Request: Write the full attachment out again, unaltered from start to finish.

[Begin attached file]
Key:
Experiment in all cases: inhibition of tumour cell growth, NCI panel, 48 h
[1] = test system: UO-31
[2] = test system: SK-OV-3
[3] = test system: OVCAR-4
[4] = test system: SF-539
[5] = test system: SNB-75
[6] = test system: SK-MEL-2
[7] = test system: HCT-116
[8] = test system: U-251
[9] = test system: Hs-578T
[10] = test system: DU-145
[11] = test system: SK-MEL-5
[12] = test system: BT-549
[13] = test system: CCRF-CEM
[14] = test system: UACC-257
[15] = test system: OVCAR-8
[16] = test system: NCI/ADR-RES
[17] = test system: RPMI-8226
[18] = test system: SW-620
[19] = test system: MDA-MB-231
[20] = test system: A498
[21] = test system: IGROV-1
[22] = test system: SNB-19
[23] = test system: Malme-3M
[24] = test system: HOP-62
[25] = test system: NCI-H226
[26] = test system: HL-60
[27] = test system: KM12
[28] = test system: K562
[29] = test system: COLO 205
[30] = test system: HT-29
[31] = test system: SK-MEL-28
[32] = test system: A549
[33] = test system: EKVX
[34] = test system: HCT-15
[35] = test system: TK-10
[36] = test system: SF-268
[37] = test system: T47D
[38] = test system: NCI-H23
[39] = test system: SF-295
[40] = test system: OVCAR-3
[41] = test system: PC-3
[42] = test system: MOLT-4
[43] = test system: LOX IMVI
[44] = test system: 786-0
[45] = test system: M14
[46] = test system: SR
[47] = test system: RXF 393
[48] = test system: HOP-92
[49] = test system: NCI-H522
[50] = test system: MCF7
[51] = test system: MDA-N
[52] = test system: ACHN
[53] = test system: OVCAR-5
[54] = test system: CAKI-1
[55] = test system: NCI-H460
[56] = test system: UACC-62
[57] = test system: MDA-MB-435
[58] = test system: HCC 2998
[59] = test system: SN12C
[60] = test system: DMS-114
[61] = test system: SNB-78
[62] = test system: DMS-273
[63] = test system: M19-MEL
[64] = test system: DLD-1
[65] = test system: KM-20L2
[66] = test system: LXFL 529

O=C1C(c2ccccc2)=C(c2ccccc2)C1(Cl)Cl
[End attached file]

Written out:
Key:
Experiment in all cases: inhibition of tumour cell growth, NCI panel, 48 h
[1] = test system: UO-31
[2] = test system: SK-OV-3
[3] = test system: OVCAR-4
[4] = test system: SF-539
[5] = test system: SNB-75
[6] = test system: SK-MEL-2
[7] = test system: HCT-116
[8] = test system: U-251
[9] = test system: Hs-578T
[10] = test system: DU-145
[11] = test system: SK-MEL-5
[12] = test system: BT-549
[13] = test system: CCRF-CEM
[14] = test system: UACC-257
[15] = test system: OVCAR-8
[16] = test system: NCI/ADR-RES
[17] = test system: RPMI-8226
[18] = test system: SW-620
[19] = test system: MDA-MB-231
[20] = test system: A498
[21] = test system: IGROV-1
[22] = test system: SNB-19
[23] = test system: Malme-3M
[24] = test system: HOP-62
[25] = test system: NCI-H226
[26] = test system: HL-60
[27] = test system: KM12
[28] = test system: K562
[29] = test system: COLO 205
[30] = test system: HT-29
[31] = test system: SK-MEL-28
[32] = test system: A549
[33] = test system: EKVX
[34] = test system: HCT-15
[35] = test system: TK-10
[36] = test system: SF-268
[37] = test system: T47D
[38] = test system: NCI-H23
[39] = test system: SF-295
[40] = test system: OVCAR-3
[41] = test system: PC-3
[42] = test system: MOLT-4
[43] = test system: LOX IMVI
[44] = test system: 786-0
[45] = test system: M14
[46] = test system: SR
[47] = test system: RXF 393
[48] = test system: HOP-92
[49] = test system: NCI-H522
[50] = test system: MCF7
[51] = test system: MDA-N
[52] = test system: ACHN
[53] = test system: OVCAR-5
[54] = test system: CAKI-1
[55] = test system: NCI-H460
[56] = test system: UACC-62
[57] = test system: MDA-MB-435
[58] = test system: HCC 2998
[59] = test system: SN12C
[60] = test system: DMS-114
[61] = test system: SNB-78
[62] = test system: DMS-273
[63] = test system: M19-MEL
[64] = test system: DLD-1
[65] = test system: KM-20L2
[66] = test system: LXFL 529

O=C1C(c2ccccc2)=C(c2ccccc2)C1(Cl)Cl